Thommanon (Khmer: ប្រាសាទធម្មនន្ទ) is one of a pair of Hindu temples built during the reign of Suryavarman II (from 1113–1150) at Angkor, Cambodia. This small and elegant temple is located east of the Gate of Victory of Angkor Thom and north of Chau Say Tevoda. It is part of the UNESCO World Heritage Site, inscribed by UNESCO in 1992 titled Angkor. The temple is dedicated to Shiva and Vishnu.
Scholars studying the carvings of the devatas in Thommanon have concluded that Thommanon was built around the time when work on Angkor Wat was begun. However, there is some disagreement as to the precise date it was built. Some believe that the distinctive carvings of females, known as devatas indicate that they were built during the reign of Jayavarman VI (1080–1113 AD), some time at the end of the 11th century.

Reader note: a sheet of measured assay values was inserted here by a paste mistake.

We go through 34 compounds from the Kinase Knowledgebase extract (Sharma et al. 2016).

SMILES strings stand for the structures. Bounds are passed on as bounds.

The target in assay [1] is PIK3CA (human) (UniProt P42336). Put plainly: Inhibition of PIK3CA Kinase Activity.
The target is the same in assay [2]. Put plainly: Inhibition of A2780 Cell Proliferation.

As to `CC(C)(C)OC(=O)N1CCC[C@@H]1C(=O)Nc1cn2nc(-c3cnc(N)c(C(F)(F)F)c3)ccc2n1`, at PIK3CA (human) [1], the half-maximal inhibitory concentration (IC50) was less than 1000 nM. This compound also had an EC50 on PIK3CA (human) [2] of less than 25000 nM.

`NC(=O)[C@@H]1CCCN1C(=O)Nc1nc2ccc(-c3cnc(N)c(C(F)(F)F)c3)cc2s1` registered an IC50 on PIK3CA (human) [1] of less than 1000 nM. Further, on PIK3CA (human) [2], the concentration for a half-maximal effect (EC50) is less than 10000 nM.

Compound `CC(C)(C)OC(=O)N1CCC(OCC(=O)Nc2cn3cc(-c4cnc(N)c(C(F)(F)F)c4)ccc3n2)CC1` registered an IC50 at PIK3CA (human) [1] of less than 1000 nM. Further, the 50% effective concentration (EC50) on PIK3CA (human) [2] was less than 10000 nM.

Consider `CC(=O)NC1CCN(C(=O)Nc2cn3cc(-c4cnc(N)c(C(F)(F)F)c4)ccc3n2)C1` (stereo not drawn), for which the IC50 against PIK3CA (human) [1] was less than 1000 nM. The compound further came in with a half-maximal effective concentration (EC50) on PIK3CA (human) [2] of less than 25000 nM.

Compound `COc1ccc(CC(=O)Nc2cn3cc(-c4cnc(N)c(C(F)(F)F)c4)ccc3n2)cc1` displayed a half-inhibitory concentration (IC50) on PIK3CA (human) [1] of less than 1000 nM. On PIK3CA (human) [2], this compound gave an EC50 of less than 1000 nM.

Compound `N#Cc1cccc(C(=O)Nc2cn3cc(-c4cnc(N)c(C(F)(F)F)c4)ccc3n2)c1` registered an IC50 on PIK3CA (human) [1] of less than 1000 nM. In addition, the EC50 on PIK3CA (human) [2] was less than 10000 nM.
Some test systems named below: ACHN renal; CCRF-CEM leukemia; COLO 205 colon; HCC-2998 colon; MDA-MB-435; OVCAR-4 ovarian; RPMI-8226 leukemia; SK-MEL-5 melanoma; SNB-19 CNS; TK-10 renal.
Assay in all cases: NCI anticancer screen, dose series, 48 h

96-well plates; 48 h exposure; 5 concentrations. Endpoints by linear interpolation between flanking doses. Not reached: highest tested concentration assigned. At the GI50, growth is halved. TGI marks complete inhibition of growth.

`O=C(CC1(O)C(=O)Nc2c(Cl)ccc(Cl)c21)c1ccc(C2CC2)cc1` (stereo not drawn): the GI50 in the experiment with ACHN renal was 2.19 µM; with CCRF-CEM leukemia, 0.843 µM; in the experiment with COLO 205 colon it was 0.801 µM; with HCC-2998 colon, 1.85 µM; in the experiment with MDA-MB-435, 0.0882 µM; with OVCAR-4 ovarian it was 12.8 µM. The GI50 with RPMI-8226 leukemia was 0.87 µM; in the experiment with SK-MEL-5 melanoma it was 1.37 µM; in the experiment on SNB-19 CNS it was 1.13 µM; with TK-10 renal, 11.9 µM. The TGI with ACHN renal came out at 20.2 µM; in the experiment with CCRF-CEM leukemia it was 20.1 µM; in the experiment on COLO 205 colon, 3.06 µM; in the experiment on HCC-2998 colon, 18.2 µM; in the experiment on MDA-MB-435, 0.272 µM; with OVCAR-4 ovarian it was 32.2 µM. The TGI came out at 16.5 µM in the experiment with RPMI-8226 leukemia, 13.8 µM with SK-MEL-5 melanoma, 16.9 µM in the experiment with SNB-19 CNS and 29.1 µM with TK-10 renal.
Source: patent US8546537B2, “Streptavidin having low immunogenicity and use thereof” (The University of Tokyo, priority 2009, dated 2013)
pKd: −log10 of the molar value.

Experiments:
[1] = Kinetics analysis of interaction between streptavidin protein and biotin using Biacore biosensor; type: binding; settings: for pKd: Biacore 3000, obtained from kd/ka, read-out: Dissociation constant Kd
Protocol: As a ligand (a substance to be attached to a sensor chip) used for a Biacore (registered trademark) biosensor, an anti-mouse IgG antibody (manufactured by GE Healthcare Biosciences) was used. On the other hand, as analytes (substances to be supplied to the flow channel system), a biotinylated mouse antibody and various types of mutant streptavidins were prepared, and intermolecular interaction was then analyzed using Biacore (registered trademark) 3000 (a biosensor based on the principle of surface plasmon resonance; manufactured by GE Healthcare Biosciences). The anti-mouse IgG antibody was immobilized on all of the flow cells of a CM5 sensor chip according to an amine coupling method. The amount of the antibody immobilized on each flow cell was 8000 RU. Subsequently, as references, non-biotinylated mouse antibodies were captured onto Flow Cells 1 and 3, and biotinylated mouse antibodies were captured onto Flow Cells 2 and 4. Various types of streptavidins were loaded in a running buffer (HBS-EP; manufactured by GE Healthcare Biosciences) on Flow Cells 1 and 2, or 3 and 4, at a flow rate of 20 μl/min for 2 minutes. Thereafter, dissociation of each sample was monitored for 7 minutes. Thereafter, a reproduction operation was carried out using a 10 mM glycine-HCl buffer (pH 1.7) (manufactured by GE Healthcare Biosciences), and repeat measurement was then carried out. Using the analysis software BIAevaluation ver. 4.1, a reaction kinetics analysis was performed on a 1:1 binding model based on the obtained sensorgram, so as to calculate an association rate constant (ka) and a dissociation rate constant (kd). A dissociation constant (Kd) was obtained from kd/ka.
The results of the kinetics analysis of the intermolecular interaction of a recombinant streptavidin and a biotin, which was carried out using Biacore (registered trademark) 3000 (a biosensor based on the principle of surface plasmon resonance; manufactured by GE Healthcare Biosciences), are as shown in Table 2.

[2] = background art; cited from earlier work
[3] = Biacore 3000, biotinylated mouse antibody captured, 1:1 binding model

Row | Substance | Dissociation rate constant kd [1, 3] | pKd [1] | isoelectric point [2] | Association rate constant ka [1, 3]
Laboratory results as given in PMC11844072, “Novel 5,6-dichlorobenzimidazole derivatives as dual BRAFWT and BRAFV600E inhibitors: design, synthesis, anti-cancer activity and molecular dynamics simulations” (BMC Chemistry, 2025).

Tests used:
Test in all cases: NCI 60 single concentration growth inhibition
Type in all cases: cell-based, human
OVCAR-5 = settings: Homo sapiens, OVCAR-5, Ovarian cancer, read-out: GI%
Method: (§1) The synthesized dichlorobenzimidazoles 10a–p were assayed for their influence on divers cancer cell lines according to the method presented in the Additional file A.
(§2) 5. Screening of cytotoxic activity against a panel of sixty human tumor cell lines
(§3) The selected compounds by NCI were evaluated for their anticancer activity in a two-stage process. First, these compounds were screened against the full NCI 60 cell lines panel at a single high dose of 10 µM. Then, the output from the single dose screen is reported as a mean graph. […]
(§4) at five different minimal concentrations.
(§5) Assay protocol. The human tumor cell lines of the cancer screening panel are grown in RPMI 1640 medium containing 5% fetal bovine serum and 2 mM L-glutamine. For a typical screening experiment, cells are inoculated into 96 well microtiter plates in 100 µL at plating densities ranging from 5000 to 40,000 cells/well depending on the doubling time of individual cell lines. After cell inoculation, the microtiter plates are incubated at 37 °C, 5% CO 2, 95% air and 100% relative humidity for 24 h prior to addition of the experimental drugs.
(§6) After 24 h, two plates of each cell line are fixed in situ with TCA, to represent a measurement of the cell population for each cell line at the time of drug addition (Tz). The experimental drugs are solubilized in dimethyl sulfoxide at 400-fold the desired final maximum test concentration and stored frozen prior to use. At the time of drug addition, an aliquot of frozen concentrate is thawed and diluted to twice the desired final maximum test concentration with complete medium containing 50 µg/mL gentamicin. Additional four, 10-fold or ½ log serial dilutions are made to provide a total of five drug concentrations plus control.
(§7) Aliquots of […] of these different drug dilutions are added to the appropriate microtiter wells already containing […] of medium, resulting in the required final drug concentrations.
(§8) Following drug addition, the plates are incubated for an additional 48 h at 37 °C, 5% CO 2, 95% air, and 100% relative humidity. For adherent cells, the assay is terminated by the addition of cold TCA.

However, there is greater agreement, especially given the scholarly studies that it was built by Suryavarman II around the time of Angkor Wat and Beng Mealea from 1,113–1,150 AD. The Vaishnavite cult was adopted in Cambodia by Jayavarman II and his son Jayavarman III. Under these two rulers, the shaivite cult was subsumed with the Vaishnavite cult in the temples such as the Thommaman, Beng, Melea, Chausey, Tevoda, Bantay Samre, and Angkor Vat.
Thommanon is located directly opposite the Chau Say Tevoda and just 500 metres east of the Victory Gate on the way to Ta Keo. In the 1960s, the temple underwent a full restoration, funded by the École française d'Extrême-Orient (EFEO). French archaeologists restored it and added concrete ceilings.